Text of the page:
My College Grad Photo
There is little I remember about my time as a college student other than feeling complete and utter chaos and fatigue. With a full-time diploma program, three part-time jobs, one co-op job and a terminally-ill parent, I simply put one foot in front of the other until I found myself crossing the stage to receive my diploma. I know my experience was not unique.
Now, years later, as the editor of a burgeoning student blog for a university community, I have noticed some trends in the posts over the past year. If I were a student today (I graduated 33 years ago, so feel free to picture me as an eccentric Yoda-like sage right now), these would be the top 5 subjects of discussion that I would want to share with you as prospective students, current students, families and high school counsellors. This is my "in the shoes of a student" list:
- Stress: University is the most stressful thing many students have done in their lives so far, learning skills such as: work/life balance, multi-tasking, communicating needs and prioritizing. We have to learn that this is our education and, for the most part, we are the ones responsible for its success or failure based on the choices we make along the way.
- Food: ...is fuel. If I do not fuel my body with the appropriate comestibles, I will wither and get sick. Healthy food, in regular portions, is essential to my academic success. Treats, occasionally, are necessary to my emotional success. Feed a student and you will receive eternal gratitude.
- Preparation: ...before uni, during uni and after uni will make my life easier. a) High school counsellors: When you care and help us with our decision-making and university preparation, our paths are easier.
b) Parents: Although we may rail against you every step of the way, it's important that you care and that you remind us about what we need to do and, once you teach us, let go (a little) and let us make our own mistakes so we can learn.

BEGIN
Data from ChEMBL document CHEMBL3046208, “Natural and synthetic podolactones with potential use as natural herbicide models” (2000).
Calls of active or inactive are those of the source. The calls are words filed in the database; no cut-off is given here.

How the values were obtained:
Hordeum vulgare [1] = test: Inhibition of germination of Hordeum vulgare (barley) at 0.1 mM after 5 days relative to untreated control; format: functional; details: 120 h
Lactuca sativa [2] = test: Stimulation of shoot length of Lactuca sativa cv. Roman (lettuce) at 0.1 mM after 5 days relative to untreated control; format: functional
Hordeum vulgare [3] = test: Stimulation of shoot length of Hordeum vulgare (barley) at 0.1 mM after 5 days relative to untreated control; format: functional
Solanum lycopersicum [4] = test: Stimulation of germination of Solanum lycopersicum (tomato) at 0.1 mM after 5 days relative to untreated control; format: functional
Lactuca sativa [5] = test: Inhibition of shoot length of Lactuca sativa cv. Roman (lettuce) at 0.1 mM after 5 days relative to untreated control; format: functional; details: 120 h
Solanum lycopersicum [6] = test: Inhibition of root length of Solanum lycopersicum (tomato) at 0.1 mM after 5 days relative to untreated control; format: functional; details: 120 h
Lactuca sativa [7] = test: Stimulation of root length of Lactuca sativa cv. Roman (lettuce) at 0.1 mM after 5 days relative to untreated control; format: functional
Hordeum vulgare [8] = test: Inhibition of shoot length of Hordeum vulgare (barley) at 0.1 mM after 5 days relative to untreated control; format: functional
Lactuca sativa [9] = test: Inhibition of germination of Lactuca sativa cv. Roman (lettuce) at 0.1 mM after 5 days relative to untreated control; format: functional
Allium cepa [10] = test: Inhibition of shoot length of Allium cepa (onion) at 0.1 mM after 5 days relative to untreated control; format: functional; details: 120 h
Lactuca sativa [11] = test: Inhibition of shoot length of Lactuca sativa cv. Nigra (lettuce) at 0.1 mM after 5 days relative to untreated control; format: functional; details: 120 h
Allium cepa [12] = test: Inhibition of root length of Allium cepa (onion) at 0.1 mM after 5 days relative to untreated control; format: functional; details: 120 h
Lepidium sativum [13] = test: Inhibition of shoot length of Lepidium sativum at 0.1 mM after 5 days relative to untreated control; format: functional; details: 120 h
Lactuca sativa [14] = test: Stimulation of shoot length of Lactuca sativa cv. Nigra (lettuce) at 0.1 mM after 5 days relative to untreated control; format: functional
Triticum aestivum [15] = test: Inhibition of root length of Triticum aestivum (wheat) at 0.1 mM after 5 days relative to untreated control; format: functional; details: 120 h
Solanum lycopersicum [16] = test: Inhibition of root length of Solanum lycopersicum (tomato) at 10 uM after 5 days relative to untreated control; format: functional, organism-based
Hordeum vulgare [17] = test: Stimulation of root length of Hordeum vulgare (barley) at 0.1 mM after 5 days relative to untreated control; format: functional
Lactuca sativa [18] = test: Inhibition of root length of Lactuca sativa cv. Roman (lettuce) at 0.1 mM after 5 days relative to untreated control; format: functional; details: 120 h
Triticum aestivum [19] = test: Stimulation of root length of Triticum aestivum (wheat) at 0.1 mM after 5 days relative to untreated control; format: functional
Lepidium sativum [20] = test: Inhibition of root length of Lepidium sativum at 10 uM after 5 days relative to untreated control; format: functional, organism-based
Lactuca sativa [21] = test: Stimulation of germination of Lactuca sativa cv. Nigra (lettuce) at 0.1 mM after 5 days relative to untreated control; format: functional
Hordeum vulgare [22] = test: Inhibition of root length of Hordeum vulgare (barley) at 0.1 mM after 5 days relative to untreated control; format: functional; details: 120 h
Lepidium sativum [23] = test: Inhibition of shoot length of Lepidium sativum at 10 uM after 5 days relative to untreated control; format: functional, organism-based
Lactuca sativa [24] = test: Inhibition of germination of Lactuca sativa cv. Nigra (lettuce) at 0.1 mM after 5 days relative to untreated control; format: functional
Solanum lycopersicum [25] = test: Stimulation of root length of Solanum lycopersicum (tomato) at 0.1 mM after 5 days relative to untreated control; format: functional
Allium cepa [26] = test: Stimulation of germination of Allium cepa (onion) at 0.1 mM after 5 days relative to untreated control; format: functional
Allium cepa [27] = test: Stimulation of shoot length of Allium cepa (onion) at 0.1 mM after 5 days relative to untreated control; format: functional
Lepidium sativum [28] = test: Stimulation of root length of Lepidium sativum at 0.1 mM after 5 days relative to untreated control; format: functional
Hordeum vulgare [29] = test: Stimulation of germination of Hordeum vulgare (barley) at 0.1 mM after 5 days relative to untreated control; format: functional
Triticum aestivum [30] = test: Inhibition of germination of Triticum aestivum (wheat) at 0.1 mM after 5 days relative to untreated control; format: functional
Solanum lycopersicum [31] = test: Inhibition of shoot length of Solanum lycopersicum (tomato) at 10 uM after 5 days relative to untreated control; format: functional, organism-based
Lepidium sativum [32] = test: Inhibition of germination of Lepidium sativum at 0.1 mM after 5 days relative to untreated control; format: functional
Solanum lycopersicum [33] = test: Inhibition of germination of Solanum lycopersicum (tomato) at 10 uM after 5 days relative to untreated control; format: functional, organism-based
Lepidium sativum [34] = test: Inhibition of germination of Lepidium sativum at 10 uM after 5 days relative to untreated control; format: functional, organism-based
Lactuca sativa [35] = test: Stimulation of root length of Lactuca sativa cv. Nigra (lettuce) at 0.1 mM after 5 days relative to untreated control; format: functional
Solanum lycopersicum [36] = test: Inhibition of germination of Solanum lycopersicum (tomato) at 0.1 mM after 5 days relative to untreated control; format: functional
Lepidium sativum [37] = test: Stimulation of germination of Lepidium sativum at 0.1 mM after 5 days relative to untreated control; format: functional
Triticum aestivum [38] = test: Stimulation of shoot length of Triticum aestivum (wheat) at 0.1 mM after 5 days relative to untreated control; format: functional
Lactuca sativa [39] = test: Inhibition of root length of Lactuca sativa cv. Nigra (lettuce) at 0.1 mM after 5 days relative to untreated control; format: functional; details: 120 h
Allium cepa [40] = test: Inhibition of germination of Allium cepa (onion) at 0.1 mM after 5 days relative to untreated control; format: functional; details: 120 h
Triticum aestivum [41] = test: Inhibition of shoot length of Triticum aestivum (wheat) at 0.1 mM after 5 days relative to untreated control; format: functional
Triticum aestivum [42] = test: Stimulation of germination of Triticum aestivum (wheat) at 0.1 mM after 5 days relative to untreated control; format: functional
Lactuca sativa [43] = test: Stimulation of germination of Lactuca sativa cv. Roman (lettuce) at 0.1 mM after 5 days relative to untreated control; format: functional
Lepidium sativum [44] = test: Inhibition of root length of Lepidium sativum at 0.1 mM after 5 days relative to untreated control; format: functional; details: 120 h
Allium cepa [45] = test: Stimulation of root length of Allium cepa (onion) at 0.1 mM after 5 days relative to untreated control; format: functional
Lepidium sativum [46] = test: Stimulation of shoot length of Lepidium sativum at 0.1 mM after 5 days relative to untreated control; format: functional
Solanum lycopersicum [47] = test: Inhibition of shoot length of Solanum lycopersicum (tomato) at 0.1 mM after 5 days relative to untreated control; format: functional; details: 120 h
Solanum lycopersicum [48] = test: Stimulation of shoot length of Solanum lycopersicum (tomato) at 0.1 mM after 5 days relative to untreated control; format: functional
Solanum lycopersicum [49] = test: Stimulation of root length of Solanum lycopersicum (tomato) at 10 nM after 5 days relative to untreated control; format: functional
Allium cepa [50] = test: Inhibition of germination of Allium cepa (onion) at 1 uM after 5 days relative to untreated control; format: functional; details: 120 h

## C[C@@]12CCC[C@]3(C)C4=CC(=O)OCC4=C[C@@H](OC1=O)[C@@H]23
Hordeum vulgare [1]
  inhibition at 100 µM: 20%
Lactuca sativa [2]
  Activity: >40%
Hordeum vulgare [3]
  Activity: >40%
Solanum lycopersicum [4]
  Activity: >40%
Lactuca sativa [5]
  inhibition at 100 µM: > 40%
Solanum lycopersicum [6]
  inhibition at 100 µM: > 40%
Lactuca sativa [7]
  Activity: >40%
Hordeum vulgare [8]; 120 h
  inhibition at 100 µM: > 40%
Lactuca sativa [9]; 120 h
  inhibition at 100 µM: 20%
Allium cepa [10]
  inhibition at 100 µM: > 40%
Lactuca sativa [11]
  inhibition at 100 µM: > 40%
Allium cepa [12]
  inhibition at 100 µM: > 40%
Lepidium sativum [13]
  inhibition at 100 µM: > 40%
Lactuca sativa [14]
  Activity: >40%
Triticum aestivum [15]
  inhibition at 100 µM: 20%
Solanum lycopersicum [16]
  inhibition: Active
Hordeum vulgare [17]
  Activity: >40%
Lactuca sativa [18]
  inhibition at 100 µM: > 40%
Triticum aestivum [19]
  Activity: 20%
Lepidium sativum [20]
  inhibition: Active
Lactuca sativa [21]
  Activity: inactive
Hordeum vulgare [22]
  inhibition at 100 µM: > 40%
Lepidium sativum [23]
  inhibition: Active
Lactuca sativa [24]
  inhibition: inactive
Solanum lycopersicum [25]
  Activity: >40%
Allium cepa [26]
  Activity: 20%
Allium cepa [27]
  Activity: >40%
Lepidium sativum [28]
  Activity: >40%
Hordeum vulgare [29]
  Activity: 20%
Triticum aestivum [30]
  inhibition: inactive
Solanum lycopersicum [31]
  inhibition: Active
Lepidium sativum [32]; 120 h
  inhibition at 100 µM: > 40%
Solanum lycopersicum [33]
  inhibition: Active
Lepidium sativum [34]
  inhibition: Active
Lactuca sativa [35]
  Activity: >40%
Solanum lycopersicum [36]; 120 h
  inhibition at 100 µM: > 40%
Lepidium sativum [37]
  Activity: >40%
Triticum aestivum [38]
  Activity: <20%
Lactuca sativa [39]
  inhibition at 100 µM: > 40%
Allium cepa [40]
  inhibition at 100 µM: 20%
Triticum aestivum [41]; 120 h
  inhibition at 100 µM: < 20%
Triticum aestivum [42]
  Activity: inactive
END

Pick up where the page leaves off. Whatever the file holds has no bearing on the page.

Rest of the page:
c) Me: Use the resources available. They are there for me and will make it easier to succeed.
- Involvement: ...in the school community. Find your people. Do at least one thing that has nothing to do with your classes and grades. Help someone else. Play a sport. Join a club. Plant a garden. Dance. This will enrich your experience and make your education unique. The "life" part of school will be what you remember the most.
- Work: ...at a paid job, in a co-op program, in a work study program or as a volunteer. It will give you the opportunity to put to practice what you have learned in the classroom. I don't mean just the actual book-learning part, I mean the part where you have a difficult conversation with a colleague - like the kind you may have with your roommate or project partner. It will give you the chance to make a presentation to your boss or colleague using all the cool tools you have used for your class presentations. It's a chance to practice for your career post-graduation, to make connections, make some money and make a resume. Please don't worry about taking more than four years to finish your degree because that is very common.
There you have it. It may not be the same as your list, but having edited 155 student blog posts this year, I feel I learned a thing or two.
Would I ever go back to the student life now that I am closer to retirement than I am to school or career planning? Yes, I would - I would go back for the fun of it, for the pure enjoyment of learning, to share ideas and make new friends - definitely, yes.
-Gillian Cornwall, c. May 24, 2015
Looking back - elementary school
Circa 1969 or 1970